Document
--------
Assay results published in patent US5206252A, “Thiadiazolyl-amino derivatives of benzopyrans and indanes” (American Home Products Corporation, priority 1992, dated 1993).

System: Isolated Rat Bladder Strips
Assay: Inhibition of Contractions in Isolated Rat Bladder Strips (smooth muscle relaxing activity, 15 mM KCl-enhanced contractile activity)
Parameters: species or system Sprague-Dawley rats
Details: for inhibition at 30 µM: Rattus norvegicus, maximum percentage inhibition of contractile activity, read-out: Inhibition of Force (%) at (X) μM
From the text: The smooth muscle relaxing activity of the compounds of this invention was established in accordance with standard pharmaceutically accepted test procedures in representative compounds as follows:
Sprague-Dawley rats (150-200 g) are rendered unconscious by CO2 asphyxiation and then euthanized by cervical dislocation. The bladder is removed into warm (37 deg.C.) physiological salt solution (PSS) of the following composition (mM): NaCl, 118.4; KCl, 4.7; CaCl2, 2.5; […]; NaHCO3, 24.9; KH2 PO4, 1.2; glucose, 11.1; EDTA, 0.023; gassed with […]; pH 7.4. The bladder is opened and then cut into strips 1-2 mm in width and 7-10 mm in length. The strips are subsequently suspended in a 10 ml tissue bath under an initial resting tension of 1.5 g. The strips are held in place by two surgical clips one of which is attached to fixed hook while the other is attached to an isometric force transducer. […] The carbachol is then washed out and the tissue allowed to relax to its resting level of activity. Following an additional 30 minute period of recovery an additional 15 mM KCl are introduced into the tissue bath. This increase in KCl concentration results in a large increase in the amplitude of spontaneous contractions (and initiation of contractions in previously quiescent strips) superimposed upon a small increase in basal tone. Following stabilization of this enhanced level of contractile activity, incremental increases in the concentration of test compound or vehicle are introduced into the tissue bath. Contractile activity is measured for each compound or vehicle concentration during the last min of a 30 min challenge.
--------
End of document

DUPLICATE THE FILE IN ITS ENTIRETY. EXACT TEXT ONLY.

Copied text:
Assay results published in patent US5206252A, “Thiadiazolyl-amino derivatives of benzopyrans and indanes” (American Home Products Corporation, priority 1992, dated 1993).

System: Isolated Rat Bladder Strips
Assay: Inhibition of Contractions in Isolated Rat Bladder Strips (smooth muscle relaxing activity, 15 mM KCl-enhanced contractile activity)
Parameters: species or system Sprague-Dawley rats
Details: for inhibition at 30 µM: Rattus norvegicus, maximum percentage inhibition of contractile activity, read-out: Inhibition of Force (%) at (X) μM
From the text: The smooth muscle relaxing activity of the compounds of this invention was established in accordance with standard pharmaceutically accepted test procedures in representative compounds as follows:
Sprague-Dawley rats (150-200 g) are rendered unconscious by CO2 asphyxiation and then euthanized by cervical dislocation. The bladder is removed into warm (37 deg.C.) physiological salt solution (PSS) of the following composition (mM): NaCl, 118.4; KCl, 4.7; CaCl2, 2.5; […]; NaHCO3, 24.9; KH2 PO4, 1.2; glucose, 11.1; EDTA, 0.023; gassed with […]; pH 7.4. The bladder is opened and then cut into strips 1-2 mm in width and 7-10 mm in length. The strips are subsequently suspended in a 10 ml tissue bath under an initial resting tension of 1.5 g. The strips are held in place by two surgical clips one of which is attached to fixed hook while the other is attached to an isometric force transducer. […] The carbachol is then washed out and the tissue allowed to relax to its resting level of activity. Following an additional 30 minute period of recovery an additional 15 mM KCl are introduced into the tissue bath. This increase in KCl concentration results in a large increase in the amplitude of spontaneous contractions (and initiation of contractions in previously quiescent strips) superimposed upon a small increase in basal tone. Following stabilization of this enhanced level of contractile activity, incremental increases in the concentration of test compound or vehicle are introduced into the tissue bath. Contractile activity is measured for each compound or vehicle concentration during the last min of a 30 min challenge.